Government Spending Across the World
The United States ranks twenty-fourth in government spending as a share of GDP out of twenty-nine countries for which recent comparable data are available.
The key determinant of where countries rank in overall government spending is the amount spent on social protection. The United States ranks last in spending on social protection as a share of GDP and twenty-second in per capita spending.
The United States ranks at or near the top in military, health care, education, and law enforcement spending.
Measuring government spending by different methods and including tax expenditures does not appear to significantly alter the analysis of United States spending compared to other countries.
Introduction and Summary
Comparisons of how much the governments of different countries spend, and on what, can illuminate the range of fiscal policy options available and provide insight into which approaches work best. They also can tell us what different countries value.
Levels of spending vary greatly across the world. In France the spending of all levels of government accounts for more than half (56.4 percent) of the economy, as measured by gross domestic product (GDP). At the other end of the spectrum is Colombia, where government spending is less than a third (31.9 percent) of GDP. At 38.0 percent, the federal, state, and local governments of the United States rank twenty-fourth among the twenty-nine countries for which recent comparable data are available.
Where countries rank in government spending is mostly driven by how much they spend on “social protection,” a category that includes most non-health-care social safety net and social insurance programs (for definitions of spending categories, see Appendix A, “OECD Spending Categories”). Countries that are high spending overall spend a lot on social protection, while countries that are low spending overall spend less. The United States ranks last in social protection spending.
Spending as a share of the economy is, however, just one way of measuring the differences between countries. While it is a good measure of how much countries spend relative to their available financial resources, it is not necessarily a good measure for comparison of the level of service provided by governments. A better measure for that is spending per capita—the amount spent per person. By that measure, the United States ranks closer to the middle overall, though low compared to other wealthy countries and twenty-second in social protection.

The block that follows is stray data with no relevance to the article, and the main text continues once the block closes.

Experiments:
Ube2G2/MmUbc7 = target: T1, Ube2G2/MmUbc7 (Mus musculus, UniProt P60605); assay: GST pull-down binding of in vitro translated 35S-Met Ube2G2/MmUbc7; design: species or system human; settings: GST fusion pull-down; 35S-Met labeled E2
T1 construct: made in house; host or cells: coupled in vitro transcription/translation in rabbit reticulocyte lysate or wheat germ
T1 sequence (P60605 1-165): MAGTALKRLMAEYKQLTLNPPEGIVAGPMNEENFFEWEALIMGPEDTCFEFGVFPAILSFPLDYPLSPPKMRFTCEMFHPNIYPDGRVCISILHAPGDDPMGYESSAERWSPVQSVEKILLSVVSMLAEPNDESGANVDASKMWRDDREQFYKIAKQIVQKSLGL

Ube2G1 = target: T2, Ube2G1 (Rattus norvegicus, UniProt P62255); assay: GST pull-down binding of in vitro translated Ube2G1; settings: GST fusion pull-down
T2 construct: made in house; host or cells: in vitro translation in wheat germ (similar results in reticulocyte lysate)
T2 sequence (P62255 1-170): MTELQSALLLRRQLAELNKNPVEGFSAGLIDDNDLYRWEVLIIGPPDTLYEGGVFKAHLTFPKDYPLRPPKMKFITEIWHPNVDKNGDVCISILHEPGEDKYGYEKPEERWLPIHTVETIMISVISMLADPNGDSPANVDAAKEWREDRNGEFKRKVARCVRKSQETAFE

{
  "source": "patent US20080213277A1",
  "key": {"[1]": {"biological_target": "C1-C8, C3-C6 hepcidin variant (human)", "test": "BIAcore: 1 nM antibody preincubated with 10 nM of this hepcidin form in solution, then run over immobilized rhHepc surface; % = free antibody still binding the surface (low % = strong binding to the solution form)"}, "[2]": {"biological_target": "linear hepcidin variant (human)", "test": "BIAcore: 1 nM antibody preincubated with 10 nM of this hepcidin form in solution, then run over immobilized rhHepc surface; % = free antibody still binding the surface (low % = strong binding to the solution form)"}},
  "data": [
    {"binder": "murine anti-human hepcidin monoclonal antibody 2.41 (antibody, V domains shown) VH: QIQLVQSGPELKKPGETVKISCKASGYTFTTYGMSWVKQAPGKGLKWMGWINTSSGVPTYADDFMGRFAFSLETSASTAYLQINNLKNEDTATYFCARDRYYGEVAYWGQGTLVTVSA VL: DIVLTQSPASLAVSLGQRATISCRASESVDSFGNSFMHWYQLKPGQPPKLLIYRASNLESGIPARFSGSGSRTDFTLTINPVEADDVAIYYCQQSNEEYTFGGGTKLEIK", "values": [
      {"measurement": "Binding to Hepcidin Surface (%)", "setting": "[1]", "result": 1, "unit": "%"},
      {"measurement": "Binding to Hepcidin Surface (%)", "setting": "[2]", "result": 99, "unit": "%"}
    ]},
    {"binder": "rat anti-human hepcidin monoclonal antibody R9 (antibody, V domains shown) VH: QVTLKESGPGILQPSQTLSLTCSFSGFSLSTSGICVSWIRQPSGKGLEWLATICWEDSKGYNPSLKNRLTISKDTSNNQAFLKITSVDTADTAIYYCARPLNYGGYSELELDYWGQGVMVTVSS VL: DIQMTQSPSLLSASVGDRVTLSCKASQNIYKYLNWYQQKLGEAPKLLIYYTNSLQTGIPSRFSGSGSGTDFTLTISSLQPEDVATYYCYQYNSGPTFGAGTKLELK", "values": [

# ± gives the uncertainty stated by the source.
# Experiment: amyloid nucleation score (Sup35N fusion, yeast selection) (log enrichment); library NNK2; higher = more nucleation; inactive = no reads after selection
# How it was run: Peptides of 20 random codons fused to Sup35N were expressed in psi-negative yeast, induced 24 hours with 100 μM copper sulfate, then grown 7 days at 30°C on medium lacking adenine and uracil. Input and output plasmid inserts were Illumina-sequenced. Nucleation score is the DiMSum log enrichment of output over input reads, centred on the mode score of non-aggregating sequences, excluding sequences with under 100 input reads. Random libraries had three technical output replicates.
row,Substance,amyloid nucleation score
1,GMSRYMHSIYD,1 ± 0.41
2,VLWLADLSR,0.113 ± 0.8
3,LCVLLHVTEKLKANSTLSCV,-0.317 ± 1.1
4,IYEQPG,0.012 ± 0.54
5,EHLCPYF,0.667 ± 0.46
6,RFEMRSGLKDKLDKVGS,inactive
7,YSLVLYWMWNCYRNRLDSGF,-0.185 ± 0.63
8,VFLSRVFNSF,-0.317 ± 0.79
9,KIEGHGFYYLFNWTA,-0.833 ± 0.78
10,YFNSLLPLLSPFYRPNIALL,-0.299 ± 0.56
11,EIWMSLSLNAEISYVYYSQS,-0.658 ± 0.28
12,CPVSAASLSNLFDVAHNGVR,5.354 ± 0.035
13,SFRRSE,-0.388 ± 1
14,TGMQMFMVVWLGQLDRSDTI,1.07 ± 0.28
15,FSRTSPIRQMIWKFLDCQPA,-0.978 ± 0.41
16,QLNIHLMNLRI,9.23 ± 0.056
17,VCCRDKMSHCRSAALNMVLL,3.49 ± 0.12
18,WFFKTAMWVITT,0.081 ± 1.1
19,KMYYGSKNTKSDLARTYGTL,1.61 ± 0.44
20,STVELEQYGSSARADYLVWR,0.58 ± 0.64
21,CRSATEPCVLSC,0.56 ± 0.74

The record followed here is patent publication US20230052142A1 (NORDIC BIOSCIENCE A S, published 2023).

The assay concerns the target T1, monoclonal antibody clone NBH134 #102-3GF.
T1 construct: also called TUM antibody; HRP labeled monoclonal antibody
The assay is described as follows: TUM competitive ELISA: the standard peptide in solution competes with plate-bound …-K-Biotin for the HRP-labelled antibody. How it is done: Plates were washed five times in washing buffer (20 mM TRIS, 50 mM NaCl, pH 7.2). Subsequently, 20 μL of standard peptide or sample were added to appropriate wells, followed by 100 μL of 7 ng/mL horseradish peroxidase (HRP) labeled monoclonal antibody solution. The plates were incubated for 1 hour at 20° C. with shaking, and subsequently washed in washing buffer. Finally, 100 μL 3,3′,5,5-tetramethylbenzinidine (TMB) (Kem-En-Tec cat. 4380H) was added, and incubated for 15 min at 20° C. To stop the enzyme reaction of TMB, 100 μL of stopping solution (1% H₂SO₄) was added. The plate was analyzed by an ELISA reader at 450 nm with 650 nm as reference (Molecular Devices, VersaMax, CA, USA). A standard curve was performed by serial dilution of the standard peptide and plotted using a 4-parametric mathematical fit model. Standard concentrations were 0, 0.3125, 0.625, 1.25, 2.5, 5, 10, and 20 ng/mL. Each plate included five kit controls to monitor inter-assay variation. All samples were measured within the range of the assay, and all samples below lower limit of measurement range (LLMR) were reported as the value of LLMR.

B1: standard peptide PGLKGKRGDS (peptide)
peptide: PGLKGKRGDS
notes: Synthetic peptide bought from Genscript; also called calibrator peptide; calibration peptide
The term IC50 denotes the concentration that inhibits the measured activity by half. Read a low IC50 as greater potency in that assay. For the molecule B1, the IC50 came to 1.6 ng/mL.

By either measure, the United States ranks near the top in military, health care, education, and law enforcement spending. Its military spending is equal to the combined military expenditures of the next seven highest-spending countries combined.
The choices the United States and other countries make regarding how they spend their resources are influenced by many factors. There is no single right choice. The decisions governments make reflect different values and priorities which lead them to different conclusions as to the best way to reach their goals and face their distinctive challenges. Some countries value projecting military power throughout the world. Others see military spending as a diversion of resources from more constructive uses that benefit their society and residents. Some countries see universal access to college education as of broad value, while others do not believe one person’s tax dollars should pay for another person’s college education. Some countries invest heavily in preserving their culture’s arts and letters; others are less interested. Some countries see alleviating poverty as a moral imperative; others see spending on the poor as rewarding failure and breeding dependency. The list of choices is almost endless.
The reasons countries make the decisions they make are as varied as the countries themselves, but one common factor is attitudes toward taxation. In the long run, the overall level of spending, with the consequential impact on each category of spending, is related to the level of taxes. Some countries believe that lower taxes are the path to economic success, or they question the morality of taking money from their citizenry, and thus tax and spend relatively little. Other countries believe that public investments in such things as infrastructure and education are the key to economic vitality, and that public spending is the path to a more just, fair, and safe nation. For those countries, drawing taxes from private hands for a greater good is warranted.
About the Authors
Michael Ettlinger is the founding director of the Carsey School of Public Policy.
Jordan Hensley is a policy analyst at the Carsey School of Public Policy.
Julia Vieira is a Master in Public Policy student at the Carsey School of Public Policy.
This paper is an evolution of a previous work, “Comparing Public Spending and Priorities Across OECD Countries,” by Sabina Dewan and Michael Ettlinger (Washington DC: Center for American Progress, 2009), The authors would like to thank that report’s co-author, Sabina Dewan, for her contribution to the analytic framework of this brief. .